Hand symbols or mudras are yoga for your hands. A mudra is a symbol your child makes with their hands and fingers that is believed to seal the energy in the body.  Research shows us that mudras engage certain areas in the brain, creating a brain-body connection.  Different areas of the hands are connected with different areas in the brain and body. When children place their hands in different hand positions or mudras it can activate a certain state of mind.  Therefore, mudras can positively affect how your child feels.  Mudras energize, focus, or calm the body, which make them a great tool for children to help regulate how they are feeling.

WAYS TO PRACTICE  MUDRAS WITH KIDS

The ways to use mudras are limitless. Mudras can be incorporated into yoga poses, breathing exercises, or relaxation.  Instead of electronics, have your children unplug and unwind by practicing mudras. Once they know they  how to do mudras and the benefits they can start to integrate them into their daily lives such as doing a focus mudra under their desk before a test.  Or if they are having a rough day they can do a relaxing mudra to help them chill out.

WHAT DOES A MUDRA LOOK LIKE?

One of my personal favorites is Namaste Hands.  Namaste Hands is simply bringing the palms of the hands together at midline (center of the body).  This mudra is grounding and integrates both sides of the brain. Namaste Hands help with balance and focus.  Holding the hands at heart center when balancing in tree or airplane helps children to balance and is easier than reaching the arms above the head.  It can also be done as a greeting or gesture to begin and end a yoga class. This is also a popular meditating hand position.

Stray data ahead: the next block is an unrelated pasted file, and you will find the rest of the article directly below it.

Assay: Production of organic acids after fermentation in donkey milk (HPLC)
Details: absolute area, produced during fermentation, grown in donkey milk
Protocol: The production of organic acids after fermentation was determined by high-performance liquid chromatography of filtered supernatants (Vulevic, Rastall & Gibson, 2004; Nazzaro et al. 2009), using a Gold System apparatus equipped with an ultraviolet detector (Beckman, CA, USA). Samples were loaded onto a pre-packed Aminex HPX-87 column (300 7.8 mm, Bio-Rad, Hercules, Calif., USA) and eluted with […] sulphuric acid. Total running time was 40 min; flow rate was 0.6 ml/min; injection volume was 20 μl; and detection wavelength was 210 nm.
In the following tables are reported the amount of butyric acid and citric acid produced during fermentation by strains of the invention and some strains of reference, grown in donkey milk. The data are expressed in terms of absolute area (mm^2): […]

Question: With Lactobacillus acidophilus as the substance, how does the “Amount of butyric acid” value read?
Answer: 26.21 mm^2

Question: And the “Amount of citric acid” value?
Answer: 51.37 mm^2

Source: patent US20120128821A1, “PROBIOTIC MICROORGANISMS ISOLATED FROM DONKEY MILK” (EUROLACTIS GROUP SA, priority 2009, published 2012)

Teaching mudras to children helps them to feel empowered, by giving them a simple therapeutic tool they can use in times of stress. Practice them often so instill peace and happiness in your child.

Body Sox, Odd Looking, But Fun and Self-Regulating

Body Sox is an yoga experience like no other. Children love to stretch in it as many ways as possible. There are multiple ways to use the Body Sox from games to relaxation.

WHAT IS IT?

Body Sox are fun, therapeutic sacks constructed from four-way stretch lycra.  Body Sox teach both adults and children about gross motor control by providing proprioceptive feedback that leads to a new awareness of the body.

BODY SOX BENEFITS

  • Allows children to kinesthetically feel their body
  • Coordinates movement
  • Enhances creativity and imagination
  • Provides heavy work/deep pressure, which is calming and organizing
  • Provides tactile input

WHAT DOES THIS HAVE TO DO WITH YOGA?

Children can play  Yogi Says,  which is just like  Simon Says, but with yoga poses.   Better yet, let them create their own Body Sox pose, crawl, walk, or slither in it.

Body Sox can also be used in relaxation as a calming sensory escape. Put on relaxing music and/or weighted materials to enhance the experience.

What are you waiting for?  Sign-up for a class and try one out!

Yoga for Obsessive-Compulsive Disorder

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“When you don’t go within, you go without. ”  – Yogi Bhajan

Science is beginning to prove that Eastern methods of healing such as meditation and yoga are valid ways to address psychological conditions.  Research suggests that breathing exercises and yoga postures can be individualized to address psychological disorders.  Different types of yoga help different disorders.  For example, kundalini yoga has been found to reduce symptoms of obsessive-compulsive disorder (Shannahoff-Khalsa 2006; Shannahoff-Khalsa & Beckett, 1996). Not sure what a kundalini yoga practice entails?  Check out my earlier blog entitled, “What is Kundalini?”

HOW DOES THIS HAPPEN?